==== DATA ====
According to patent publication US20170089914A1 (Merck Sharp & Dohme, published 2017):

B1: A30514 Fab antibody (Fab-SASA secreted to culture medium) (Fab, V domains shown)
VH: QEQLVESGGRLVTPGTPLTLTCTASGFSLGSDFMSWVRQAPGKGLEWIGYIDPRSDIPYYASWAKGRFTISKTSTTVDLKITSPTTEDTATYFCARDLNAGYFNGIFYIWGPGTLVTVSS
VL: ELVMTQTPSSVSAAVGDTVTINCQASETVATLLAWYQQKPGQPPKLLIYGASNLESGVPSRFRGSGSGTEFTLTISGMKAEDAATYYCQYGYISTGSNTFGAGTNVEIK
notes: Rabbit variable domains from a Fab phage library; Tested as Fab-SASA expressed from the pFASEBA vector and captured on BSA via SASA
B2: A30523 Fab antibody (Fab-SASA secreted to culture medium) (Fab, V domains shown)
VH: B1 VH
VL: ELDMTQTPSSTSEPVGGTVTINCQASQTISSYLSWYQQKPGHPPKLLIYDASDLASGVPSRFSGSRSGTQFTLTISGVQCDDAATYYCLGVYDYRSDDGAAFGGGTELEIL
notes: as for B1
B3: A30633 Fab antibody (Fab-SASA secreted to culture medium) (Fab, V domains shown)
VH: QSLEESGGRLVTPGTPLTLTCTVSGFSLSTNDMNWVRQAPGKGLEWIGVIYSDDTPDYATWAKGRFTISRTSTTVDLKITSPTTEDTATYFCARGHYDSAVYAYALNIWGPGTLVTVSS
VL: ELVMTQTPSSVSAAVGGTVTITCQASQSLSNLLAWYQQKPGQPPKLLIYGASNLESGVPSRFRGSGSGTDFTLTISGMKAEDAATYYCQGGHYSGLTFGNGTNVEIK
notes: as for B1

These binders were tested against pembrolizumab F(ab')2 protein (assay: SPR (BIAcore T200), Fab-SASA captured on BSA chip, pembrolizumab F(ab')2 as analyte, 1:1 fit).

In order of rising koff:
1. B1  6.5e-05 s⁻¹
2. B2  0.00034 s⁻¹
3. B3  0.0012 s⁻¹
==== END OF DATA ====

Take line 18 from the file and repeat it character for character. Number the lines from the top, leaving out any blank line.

3. B3  0.0012 s⁻¹